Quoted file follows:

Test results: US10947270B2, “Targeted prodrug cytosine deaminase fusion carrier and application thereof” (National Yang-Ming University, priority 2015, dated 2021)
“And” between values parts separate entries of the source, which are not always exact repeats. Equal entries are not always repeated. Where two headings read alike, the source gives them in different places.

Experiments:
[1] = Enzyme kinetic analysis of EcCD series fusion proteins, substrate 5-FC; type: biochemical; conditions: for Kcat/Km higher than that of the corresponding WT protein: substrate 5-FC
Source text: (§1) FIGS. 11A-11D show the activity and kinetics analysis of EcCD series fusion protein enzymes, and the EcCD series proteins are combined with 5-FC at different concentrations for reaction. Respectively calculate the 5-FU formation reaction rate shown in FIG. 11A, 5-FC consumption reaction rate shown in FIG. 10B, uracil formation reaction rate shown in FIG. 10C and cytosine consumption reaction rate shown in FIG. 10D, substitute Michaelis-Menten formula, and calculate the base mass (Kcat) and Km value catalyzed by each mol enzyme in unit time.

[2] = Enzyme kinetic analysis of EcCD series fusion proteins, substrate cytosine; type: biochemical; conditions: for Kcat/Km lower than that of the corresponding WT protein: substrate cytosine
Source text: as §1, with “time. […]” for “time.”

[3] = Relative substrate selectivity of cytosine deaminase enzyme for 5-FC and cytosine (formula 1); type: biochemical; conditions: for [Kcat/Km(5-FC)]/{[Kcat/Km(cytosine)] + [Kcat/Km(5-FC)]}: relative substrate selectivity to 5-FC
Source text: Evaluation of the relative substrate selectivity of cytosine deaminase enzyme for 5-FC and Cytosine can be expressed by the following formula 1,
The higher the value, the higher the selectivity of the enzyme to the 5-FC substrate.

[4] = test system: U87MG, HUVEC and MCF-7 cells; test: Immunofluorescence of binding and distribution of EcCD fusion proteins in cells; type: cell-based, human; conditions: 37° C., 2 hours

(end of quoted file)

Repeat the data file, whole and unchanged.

Test results: US10947270B2, “Targeted prodrug cytosine deaminase fusion carrier and application thereof” (National Yang-Ming University, priority 2015, dated 2021)
“And” between values parts separate entries of the source, which are not always exact repeats. Equal entries are not always repeated. Where two headings read alike, the source gives them in different places.

Experiments:
[1] = Enzyme kinetic analysis of EcCD series fusion proteins, substrate 5-FC; type: biochemical; conditions: for Kcat/Km higher than that of the corresponding WT protein: substrate 5-FC
Source text: (§1) FIGS. 11A-11D show the activity and kinetics analysis of EcCD series fusion protein enzymes, and the EcCD series proteins are combined with 5-FC at different concentrations for reaction. Respectively calculate the 5-FU formation reaction rate shown in FIG. 11A, 5-FC consumption reaction rate shown in FIG. 10B, uracil formation reaction rate shown in FIG. 10C and cytosine consumption reaction rate shown in FIG. 10D, substitute Michaelis-Menten formula, and calculate the base mass (Kcat) and Km value catalyzed by each mol enzyme in unit time.

[2] = Enzyme kinetic analysis of EcCD series fusion proteins, substrate cytosine; type: biochemical; conditions: for Kcat/Km lower than that of the corresponding WT protein: substrate cytosine
Source text: as §1, with “time. […]” for “time.”

[3] = Relative substrate selectivity of cytosine deaminase enzyme for 5-FC and cytosine (formula 1); type: biochemical; conditions: for [Kcat/Km(5-FC)]/{[Kcat/Km(cytosine)] + [Kcat/Km(5-FC)]}: relative substrate selectivity to 5-FC
Source text: Evaluation of the relative substrate selectivity of cytosine deaminase enzyme for 5-FC and Cytosine can be expressed by the following formula 1,
The higher the value, the higher the selectivity of the enzyme to the 5-FC substrate.

[4] = test system: U87MG, HUVEC and MCF-7 cells; test: Immunofluorescence of binding and distribution of EcCD fusion proteins in cells; type: cell-based, human; conditions: 37° C., 2 hours